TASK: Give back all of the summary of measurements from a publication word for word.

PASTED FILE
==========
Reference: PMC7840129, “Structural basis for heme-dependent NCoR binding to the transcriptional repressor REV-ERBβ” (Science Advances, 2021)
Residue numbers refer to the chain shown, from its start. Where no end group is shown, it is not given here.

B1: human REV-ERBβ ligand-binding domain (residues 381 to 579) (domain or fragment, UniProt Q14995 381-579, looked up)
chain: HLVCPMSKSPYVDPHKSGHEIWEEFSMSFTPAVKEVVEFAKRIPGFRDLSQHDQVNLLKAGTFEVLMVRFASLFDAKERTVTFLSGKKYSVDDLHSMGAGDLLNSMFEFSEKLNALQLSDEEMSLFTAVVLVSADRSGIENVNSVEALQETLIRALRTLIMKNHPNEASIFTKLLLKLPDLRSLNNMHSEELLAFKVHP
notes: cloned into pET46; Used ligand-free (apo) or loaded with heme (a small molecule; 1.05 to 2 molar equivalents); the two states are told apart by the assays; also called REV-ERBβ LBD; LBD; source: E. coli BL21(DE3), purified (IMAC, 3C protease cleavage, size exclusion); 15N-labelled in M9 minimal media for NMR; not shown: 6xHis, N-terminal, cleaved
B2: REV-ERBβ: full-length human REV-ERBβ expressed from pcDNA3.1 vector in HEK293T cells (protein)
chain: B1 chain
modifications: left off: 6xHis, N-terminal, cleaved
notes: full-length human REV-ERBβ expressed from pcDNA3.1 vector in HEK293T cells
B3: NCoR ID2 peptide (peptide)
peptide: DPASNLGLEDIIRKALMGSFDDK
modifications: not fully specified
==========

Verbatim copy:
Reference: PMC7840129, “Structural basis for heme-dependent NCoR binding to the transcriptional repressor REV-ERBβ” (Science Advances, 2021)
Residue numbers refer to the chain shown, from its start. Where no end group is shown, it is not given here.

B1: human REV-ERBβ ligand-binding domain (residues 381 to 579) (domain or fragment, UniProt Q14995 381-579, looked up)
chain: HLVCPMSKSPYVDPHKSGHEIWEEFSMSFTPAVKEVVEFAKRIPGFRDLSQHDQVNLLKAGTFEVLMVRFASLFDAKERTVTFLSGKKYSVDDLHSMGAGDLLNSMFEFSEKLNALQLSDEEMSLFTAVVLVSADRSGIENVNSVEALQETLIRALRTLIMKNHPNEASIFTKLLLKLPDLRSLNNMHSEELLAFKVHP
notes: cloned into pET46; Used ligand-free (apo) or loaded with heme (a small molecule; 1.05 to 2 molar equivalents); the two states are told apart by the assays; also called REV-ERBβ LBD; LBD; source: E. coli BL21(DE3), purified (IMAC, 3C protease cleavage, size exclusion); 15N-labelled in M9 minimal media for NMR; not shown: 6xHis, N-terminal, cleaved
B2: REV-ERBβ: full-length human REV-ERBβ expressed from pcDNA3.1 vector in HEK293T cells (protein)
chain: B1 chain
modifications: left off: 6xHis, N-terminal, cleaved
notes: full-length human REV-ERBβ expressed from pcDNA3.1 vector in HEK293T cells
B3: NCoR ID2 peptide (peptide)
peptide: DPASNLGLEDIIRKALMGSFDDK
modifications: not fully specified